Freelance journalist and former Associated Press correspondent John Enders says that members of Venezuela's intelligence agency were harassing and attempting to intimidate him, the Press and Society Institute (IPYS) reports via IFEX.
Episodes of press censorship in Latin America are at the highest levels since many countries began to return to democracy 30 years ago, writes Carlos Lauría, senior program coordinator for the Committee to Protect Journalists (CPJ). Lauría’s analysis of censorship in the continent was part of the CPJ’s annual report titled Attacks on the Press 2010.
The Venezuelan government said the private sector continues to control media in the country, El Universal reports, in spite of its efforts to restrict print, broadcast, and digital content.
Tension between the private media and the government of President Hugo Chávez is nothing new. However, U.S. diplomatic cables released by WikiLeaks (cable 10CARACAS219) reveal that the conflict is now such that the U.S. ambassador in Caracas believes Chávez is “is close to his goal of 'domesticating' or eliminating the remaining free and independent media in Venezuela,” El País reports.
A Venezuelan court sentenced Francisco Contreras to 15 years in prison for his role in the April 2010 kidnapping of Globovisión journalist Luis Núñez, El Universal reports.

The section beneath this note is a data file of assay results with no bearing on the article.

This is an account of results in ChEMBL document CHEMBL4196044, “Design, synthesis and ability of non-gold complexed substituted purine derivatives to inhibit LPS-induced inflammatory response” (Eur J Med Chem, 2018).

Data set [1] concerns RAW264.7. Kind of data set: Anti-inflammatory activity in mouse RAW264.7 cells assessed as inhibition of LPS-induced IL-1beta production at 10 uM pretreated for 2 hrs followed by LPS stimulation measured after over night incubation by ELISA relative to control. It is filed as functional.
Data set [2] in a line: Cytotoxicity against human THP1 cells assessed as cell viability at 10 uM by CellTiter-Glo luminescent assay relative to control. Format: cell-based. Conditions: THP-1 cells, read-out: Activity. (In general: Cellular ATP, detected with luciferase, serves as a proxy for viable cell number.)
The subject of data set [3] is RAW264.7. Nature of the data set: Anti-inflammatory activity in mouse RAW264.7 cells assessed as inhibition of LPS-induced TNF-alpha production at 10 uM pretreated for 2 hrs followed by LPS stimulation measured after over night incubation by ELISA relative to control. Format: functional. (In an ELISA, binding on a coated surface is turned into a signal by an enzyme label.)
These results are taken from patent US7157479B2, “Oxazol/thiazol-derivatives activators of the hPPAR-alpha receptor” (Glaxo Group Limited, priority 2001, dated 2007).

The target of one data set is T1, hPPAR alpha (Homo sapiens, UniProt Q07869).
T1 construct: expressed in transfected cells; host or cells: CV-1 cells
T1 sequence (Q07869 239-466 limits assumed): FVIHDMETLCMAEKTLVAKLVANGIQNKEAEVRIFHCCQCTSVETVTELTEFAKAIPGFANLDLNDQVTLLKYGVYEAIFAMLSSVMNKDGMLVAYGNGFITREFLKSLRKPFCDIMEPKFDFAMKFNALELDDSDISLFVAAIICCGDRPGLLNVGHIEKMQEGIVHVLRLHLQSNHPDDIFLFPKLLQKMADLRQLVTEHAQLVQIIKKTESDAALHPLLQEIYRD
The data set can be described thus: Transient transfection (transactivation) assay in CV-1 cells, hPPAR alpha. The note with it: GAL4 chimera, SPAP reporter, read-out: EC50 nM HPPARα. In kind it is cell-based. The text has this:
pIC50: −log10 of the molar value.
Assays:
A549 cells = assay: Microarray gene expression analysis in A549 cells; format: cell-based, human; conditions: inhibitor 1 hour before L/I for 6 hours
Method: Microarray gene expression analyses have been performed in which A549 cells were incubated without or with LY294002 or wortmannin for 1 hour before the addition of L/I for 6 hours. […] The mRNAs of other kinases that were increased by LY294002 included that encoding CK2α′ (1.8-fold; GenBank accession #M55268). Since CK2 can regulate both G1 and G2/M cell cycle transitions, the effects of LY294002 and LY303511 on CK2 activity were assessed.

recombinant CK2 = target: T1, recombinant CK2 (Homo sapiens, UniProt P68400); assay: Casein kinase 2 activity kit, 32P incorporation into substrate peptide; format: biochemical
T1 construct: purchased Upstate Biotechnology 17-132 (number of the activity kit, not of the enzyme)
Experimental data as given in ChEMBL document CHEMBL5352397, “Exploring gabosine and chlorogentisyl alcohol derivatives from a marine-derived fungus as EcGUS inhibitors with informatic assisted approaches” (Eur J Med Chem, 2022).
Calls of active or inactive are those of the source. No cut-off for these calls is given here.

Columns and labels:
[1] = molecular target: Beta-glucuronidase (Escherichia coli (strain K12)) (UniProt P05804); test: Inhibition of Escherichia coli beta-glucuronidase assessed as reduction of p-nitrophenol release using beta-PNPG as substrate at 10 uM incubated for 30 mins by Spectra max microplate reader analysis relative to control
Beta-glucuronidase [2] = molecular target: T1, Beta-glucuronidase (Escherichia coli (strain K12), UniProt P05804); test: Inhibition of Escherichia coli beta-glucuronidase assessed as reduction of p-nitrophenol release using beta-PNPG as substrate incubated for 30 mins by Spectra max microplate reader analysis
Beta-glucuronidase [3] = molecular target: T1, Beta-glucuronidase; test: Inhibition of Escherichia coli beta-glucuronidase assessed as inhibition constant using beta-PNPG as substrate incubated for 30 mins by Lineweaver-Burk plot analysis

Venezuelan activists and journalists have come together to demand increased pluralism in the state-run media, free access to public information, and for the government to return confiscated radio and TV stations to their original owners, El Nacional reports.
Venezuela’s telecommunications agency, Conatel, ordered Televén to immediately stop broadcasting the Colombian telenovela soap opera “Chepe Fortuna” for promoting “political and racial intolerance, as well as xenophobia and crime advocacy,” Reuters and BBC Mundo report.
The National Assembly has expanded the powers of the Venezuelan Executive by granting the president decree powers and the authority to further regulate telecommunications, The Associated Press and Reuters report.
Starting Dec. 14, Venezuela’s National Assembly will begin to work on reforming the Social Responsibility on Radio and Television Law to include internet services and digital media, El Impulso and Europa Press report.
At least a fifth of Globovisión - a channel that is critical of President Hugo Chávez’s administration - is now the hands of the government after Venezuela took over a financial company with a significant stake in the network, Bloomberg reports.